Bar for success: 2.500 monthly sales
4. Hongqi HS5 (#303 – 546 sales)
Hongqi, owned by FAW, is China’s only true luxury brand. After vegetating for decades with insignificant volumes as the Communist Part’s official car, it has been lifted to never-seen before volume heights in 2018 (26.665 wholesales) thanks to the launch of the relatively mass H5 sedan based on the Mazda6. It’s now time for SUVs, and the charge is coming fast and furious: after the E-HS3 (record 1.804 this month), here is the HS5, with the HS7 due soon. Fittingly, Hongqi broke its all-time monthly volume record in May at 6.463, that’s significantly more than the “mothership” FAW (4.260).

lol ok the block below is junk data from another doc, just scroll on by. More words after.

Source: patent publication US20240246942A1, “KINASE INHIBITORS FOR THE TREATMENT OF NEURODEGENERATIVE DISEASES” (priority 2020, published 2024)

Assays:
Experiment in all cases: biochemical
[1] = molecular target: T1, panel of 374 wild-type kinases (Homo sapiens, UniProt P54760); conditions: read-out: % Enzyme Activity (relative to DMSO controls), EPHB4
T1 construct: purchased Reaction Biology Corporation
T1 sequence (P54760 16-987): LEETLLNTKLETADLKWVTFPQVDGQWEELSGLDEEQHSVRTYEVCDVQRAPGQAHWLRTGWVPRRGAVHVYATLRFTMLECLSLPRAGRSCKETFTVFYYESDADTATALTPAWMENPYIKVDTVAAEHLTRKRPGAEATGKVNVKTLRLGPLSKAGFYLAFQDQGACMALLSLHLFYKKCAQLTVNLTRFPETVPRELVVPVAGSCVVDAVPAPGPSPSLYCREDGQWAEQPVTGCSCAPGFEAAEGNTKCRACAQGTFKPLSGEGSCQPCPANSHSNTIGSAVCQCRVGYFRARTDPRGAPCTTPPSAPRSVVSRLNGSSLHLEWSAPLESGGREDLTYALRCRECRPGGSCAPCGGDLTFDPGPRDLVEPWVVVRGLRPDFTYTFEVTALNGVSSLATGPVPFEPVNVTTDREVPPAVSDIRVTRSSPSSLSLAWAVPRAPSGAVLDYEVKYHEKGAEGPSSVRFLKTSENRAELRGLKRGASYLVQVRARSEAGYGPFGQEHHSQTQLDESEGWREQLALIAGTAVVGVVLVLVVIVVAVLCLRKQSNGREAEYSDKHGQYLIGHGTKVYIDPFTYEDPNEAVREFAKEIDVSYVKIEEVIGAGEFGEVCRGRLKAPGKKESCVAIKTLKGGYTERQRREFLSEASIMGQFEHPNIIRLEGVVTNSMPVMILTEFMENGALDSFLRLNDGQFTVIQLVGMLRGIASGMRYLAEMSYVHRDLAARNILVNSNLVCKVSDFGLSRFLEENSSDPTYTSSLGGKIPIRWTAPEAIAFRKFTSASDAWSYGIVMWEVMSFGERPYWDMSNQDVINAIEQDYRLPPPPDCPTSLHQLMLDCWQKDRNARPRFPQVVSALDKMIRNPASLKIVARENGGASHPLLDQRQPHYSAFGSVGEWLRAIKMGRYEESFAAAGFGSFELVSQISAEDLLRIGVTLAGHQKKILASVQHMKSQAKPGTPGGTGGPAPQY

Hongqi HS5 interior. Picture autohome.com.cn
The HS5 is priced from 183.800 to 249.800 yuan (23.600-32.100€ or US$26.500-36.050) which is very expensive for a Chinese SUV of this size but in line with the brand’s prestige. For comparison the Hongqi H5 sedan costs from 146.800 to 190.800 yuan. The HS5’s price will see it compete with mostly foreign SUVs such as the Mitsubishi Outlander (159.800-225.800), Honda CR-V (169.800-276.800), Toyota RAV4 (176.800-264.800), VW Tayron (185.900-313.900) and Nissan X-Trail (188.800-271.300), a very tough ask even in China. The HS5 will need to be vastly superior to these models to woo the Chinese clientele, which doesn’t seem to be the case unfortunately, so it will rely on the brand image to attract buyers, something the H5 has managed to do somewhat.
Bar for success: 2.000 monthly sales
5. Jinbei Viewpoint (#349 – 273 sales)